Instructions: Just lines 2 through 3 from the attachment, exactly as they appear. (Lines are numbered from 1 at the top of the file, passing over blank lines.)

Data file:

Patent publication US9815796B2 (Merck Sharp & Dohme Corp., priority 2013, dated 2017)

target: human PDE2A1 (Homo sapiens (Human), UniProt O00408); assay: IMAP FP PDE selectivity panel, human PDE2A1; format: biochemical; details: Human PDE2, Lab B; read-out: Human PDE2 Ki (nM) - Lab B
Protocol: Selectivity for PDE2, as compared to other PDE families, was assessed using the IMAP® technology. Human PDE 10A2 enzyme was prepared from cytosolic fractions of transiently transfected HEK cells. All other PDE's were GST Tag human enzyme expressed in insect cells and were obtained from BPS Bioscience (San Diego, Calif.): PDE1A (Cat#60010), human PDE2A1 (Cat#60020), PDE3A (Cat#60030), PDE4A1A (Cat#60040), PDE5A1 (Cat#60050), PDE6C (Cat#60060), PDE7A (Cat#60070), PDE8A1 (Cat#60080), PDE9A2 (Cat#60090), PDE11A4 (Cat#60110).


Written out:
target: human PDE2A1 (Homo sapiens (Human), UniProt O00408); assay: IMAP FP PDE selectivity panel, human PDE2A1; format: biochemical; details: Human PDE2, Lab B; read-out: Human PDE2 Ki (nM) - Lab B
Protocol: Selectivity for PDE2, as compared to other PDE families, was assessed using the IMAP® technology. Human PDE 10A2 enzyme was prepared from cytosolic fractions of transiently transfected HEK cells. All other PDE's were GST Tag human enzyme expressed in insect cells and were obtained from BPS Bioscience (San Diego, Calif.): PDE1A (Cat#60010), human PDE2A1 (Cat#60020), PDE3A (Cat#60030), PDE4A1A (Cat#60040), PDE5A1 (Cat#60050), PDE6C (Cat#60060), PDE7A (Cat#60070), PDE8A1 (Cat#60080), PDE9A2 (Cat#60090), PDE11A4 (Cat#60110).